A rare opportunity to fly Air Canada’s all-business-class ‘Jetz’
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Well, here’s one way to avoid having passengers in the middle seat — swap in a plane that doesn’t offer a single middle seat onboard.
Last year, I had a very special opportunity to fly on an “Air Canada Jetz” Airbus A319, operated by the charter arm of Air Canada, which most often uses its fleet of three all-business-class planes to ferry professional athletes throughout the country, and to and from events in the U.S.
In my case, Airbus chartered the aircraft to ferry journalists between three of its North American manufacturing sites, from the A220 facility in Montreal to Airbus Helicopters in Columbus, Mississippi, and, finally, to the Airbus final assembly line near Mobile, Alabama.
I never expected to see the carrier add its all-biz plane to regular flights just a year later, but here we are, in the midst of a pandemic that’s completely eliminated the market for a charter Airbus A319. As a result, Air Canada is once again selling seats on its Jetz planes directly to customers, with the aircraft operating domestic and international flights beginning 12 December.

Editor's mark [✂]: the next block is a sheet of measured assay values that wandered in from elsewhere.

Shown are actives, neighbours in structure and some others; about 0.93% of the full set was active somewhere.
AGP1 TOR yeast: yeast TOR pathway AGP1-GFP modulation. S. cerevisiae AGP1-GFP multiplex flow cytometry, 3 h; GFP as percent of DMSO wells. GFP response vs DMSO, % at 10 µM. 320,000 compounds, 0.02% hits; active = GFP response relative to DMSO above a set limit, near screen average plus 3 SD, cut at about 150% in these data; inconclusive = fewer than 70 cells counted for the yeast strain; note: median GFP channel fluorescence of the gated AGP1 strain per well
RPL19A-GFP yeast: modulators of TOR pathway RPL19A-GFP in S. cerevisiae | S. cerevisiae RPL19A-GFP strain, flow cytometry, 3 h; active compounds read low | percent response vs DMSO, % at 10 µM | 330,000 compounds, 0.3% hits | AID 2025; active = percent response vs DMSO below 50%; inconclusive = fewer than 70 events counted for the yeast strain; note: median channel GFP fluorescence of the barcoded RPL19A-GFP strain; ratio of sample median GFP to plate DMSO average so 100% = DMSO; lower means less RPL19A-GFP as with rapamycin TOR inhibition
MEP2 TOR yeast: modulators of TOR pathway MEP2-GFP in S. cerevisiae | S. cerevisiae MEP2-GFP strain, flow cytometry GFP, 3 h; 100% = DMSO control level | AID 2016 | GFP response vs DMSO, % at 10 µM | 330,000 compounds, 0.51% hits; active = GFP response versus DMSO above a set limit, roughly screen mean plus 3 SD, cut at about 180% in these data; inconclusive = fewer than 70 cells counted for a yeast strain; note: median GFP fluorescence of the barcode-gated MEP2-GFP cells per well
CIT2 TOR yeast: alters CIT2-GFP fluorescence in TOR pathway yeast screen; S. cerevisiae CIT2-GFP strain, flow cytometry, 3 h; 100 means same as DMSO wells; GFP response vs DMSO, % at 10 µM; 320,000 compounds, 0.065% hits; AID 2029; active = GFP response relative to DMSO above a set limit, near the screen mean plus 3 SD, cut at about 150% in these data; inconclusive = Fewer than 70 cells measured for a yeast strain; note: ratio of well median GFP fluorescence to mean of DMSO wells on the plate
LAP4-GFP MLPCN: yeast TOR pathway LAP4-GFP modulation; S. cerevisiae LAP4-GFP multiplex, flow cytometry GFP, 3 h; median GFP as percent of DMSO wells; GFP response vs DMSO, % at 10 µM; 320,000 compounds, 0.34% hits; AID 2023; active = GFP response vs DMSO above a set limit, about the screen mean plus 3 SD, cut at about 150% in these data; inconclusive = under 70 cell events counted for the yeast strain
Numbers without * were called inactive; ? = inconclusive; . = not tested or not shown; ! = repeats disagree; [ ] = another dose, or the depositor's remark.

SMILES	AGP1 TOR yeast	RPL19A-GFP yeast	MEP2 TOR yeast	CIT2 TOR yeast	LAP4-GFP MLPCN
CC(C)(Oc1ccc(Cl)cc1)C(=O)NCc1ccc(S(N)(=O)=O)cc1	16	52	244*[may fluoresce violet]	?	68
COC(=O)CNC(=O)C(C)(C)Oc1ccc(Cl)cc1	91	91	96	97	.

Here’s where you can expect to find these special 58-seater A319s:
To easily identify “Jetz” flights, head over to Air Canada’s website and search for one of the routes listed above. If one of the resulting flights excludes pricing for economy, there’s a good chance that’s the leg operated by this special all-biz plane. From there, simply look for a flight number beginning with “12” to confirm.
You can also identify the Jetz A319 by the below seat map, with 58 seats in a 2-2 configuration, as seen on ExpertFlyer. (ExpertFlyer is owned by the same company as The Points Guy.)
Some flights are also available to book through Air Canada’s Aeroplan programme, with redemptions starting at 25,000 miles each way.
I’m seeing less availability through partner programs, though there are some flights with partner award space. If booking via United MileagePlus, expect to redeem at least 27,500 miles each way.
On Jetz charter flights, customers can choose to add special amenities, posh catering and more, though you’re unlikely to find an onboard experience anywhere near as luxurious as what I experienced during our day-long Airbus tour.
With two free checked bags, speedy boarding and deplaning, and far fewer flyers onboard, a Jetz flight could certainly be a good option for Canadians looking to travel within Canada, or on flights to the U.S. and beyond.
Depending on how long the service remains in place, it might be out of reach of U.K.-based flyers, though — the border remains closed to nonessential travel, and it’s not yet clear when Canada may begin welcoming business and leisure travellers again.
Editor’s note: This post was originally published in May 2020, but has been updated to show information about Air Canada’s plans to use these plans during its winter schedule.
Featured photo by Zach Honig/The Points Guy.
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